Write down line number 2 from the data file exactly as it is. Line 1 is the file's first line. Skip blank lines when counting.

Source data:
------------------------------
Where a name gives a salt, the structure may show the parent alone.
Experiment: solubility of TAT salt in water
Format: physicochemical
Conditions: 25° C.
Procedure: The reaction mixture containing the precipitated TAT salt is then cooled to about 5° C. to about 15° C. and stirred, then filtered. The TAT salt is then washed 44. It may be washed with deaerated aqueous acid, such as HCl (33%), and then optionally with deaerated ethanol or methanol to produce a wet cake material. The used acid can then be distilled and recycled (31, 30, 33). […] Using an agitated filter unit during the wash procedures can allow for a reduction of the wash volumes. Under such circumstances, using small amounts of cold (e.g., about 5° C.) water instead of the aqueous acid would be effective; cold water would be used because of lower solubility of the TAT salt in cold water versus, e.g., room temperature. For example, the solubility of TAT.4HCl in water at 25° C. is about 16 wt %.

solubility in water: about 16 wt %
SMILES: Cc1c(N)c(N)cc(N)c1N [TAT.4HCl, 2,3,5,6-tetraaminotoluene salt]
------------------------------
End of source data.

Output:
Experiment: solubility of TAT salt in water